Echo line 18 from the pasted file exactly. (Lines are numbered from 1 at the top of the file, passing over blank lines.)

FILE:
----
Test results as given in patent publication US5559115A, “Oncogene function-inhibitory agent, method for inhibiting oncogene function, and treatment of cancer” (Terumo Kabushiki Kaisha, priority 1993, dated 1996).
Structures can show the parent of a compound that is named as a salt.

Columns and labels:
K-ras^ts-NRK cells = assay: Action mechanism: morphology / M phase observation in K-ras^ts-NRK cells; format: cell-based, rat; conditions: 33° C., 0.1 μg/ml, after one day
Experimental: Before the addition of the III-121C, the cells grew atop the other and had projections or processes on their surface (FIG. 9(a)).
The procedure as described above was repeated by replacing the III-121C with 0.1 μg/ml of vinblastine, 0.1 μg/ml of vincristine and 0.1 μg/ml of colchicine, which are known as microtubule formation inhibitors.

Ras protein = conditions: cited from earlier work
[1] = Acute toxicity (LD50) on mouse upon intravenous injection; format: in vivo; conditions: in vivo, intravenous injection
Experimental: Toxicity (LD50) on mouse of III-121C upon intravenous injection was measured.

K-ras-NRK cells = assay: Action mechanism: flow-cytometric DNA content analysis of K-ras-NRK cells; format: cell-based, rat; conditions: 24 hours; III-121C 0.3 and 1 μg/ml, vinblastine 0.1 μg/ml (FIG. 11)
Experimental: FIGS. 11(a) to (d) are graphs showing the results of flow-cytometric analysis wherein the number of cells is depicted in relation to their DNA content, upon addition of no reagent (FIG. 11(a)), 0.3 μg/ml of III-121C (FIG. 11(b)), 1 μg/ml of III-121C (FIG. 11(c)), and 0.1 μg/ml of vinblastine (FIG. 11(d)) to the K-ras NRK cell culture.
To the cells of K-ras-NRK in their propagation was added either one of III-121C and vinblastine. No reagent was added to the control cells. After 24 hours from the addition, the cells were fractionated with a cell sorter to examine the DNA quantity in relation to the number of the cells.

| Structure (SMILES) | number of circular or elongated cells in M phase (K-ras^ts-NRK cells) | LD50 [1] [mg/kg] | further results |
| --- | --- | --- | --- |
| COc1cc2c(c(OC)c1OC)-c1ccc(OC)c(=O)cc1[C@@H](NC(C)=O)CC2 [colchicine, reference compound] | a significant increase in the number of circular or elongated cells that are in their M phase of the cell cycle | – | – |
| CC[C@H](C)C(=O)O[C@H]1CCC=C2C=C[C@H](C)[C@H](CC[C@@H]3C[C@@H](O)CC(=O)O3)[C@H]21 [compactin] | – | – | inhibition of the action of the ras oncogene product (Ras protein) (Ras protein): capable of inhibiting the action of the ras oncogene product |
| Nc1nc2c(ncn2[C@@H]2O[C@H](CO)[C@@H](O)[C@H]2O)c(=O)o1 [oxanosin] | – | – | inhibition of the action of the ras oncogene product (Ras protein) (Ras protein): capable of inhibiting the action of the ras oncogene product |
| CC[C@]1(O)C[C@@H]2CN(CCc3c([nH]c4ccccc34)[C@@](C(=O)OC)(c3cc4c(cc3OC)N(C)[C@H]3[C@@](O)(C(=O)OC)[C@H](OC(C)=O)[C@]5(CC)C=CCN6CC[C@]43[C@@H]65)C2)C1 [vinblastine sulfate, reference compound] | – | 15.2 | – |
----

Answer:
| CC[C@]1(O)C[C@@H]2CN(CCc3c([nH]c4ccccc34)[C@@](C(=O)OC)(c3cc4c(cc3OC)N(C)[C@H]3[C@@](O)(C(=O)OC)[C@H](OC(C)=O)[C@]5(CC)C=CCN6CC[C@]43[C@@H]65)C2)C1 [vinblastine sulfate, reference compound] | – | 15.2 | – |